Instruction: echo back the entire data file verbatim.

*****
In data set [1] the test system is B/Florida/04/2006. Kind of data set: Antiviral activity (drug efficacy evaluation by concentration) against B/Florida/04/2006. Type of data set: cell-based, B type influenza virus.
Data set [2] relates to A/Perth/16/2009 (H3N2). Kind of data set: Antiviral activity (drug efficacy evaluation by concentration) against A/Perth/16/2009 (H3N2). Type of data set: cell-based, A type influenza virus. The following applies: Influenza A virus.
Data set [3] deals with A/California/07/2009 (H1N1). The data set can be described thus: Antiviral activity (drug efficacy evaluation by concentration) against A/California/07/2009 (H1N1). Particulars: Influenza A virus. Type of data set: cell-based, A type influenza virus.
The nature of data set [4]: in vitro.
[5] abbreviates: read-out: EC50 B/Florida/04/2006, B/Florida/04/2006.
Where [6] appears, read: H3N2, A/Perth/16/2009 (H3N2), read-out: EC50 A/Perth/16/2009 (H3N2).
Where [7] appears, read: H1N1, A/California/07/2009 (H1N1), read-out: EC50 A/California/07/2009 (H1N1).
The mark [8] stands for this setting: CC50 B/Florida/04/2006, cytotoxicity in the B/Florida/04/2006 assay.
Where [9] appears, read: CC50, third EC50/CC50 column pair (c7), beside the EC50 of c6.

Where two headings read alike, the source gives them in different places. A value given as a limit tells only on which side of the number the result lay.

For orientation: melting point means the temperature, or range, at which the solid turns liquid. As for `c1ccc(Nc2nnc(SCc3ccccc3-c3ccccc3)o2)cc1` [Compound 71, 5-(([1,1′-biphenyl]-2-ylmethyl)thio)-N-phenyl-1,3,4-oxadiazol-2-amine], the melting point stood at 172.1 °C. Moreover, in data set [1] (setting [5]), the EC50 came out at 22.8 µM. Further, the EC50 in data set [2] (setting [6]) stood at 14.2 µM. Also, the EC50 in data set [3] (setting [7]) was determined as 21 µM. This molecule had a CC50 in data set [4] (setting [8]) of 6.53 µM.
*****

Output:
In data set [1] the test system is B/Florida/04/2006. Kind of data set: Antiviral activity (drug efficacy evaluation by concentration) against B/Florida/04/2006. Type of data set: cell-based, B type influenza virus.
Data set [2] relates to A/Perth/16/2009 (H3N2). Kind of data set: Antiviral activity (drug efficacy evaluation by concentration) against A/Perth/16/2009 (H3N2). Type of data set: cell-based, A type influenza virus. The following applies: Influenza A virus.
Data set [3] deals with A/California/07/2009 (H1N1). The data set can be described thus: Antiviral activity (drug efficacy evaluation by concentration) against A/California/07/2009 (H1N1). Particulars: Influenza A virus. Type of data set: cell-based, A type influenza virus.
The nature of data set [4]: in vitro.
[5] abbreviates: read-out: EC50 B/Florida/04/2006, B/Florida/04/2006.
Where [6] appears, read: H3N2, A/Perth/16/2009 (H3N2), read-out: EC50 A/Perth/16/2009 (H3N2).
Where [7] appears, read: H1N1, A/California/07/2009 (H1N1), read-out: EC50 A/California/07/2009 (H1N1).
The mark [8] stands for this setting: CC50 B/Florida/04/2006, cytotoxicity in the B/Florida/04/2006 assay.
Where [9] appears, read: CC50, third EC50/CC50 column pair (c7), beside the EC50 of c6.

Where two headings read alike, the source gives them in different places. A value given as a limit tells only on which side of the number the result lay.

For orientation: melting point means the temperature, or range, at which the solid turns liquid. As for `c1ccc(Nc2nnc(SCc3ccccc3-c3ccccc3)o2)cc1` [Compound 71, 5-(([1,1′-biphenyl]-2-ylmethyl)thio)-N-phenyl-1,3,4-oxadiazol-2-amine], the melting point stood at 172.1 °C. Moreover, in data set [1] (setting [5]), the EC50 came out at 22.8 µM. Further, the EC50 in data set [2] (setting [6]) stood at 14.2 µM. Also, the EC50 in data set [3] (setting [7]) was determined as 21 µM. This molecule had a CC50 in data set [4] (setting [8]) of 6.53 µM.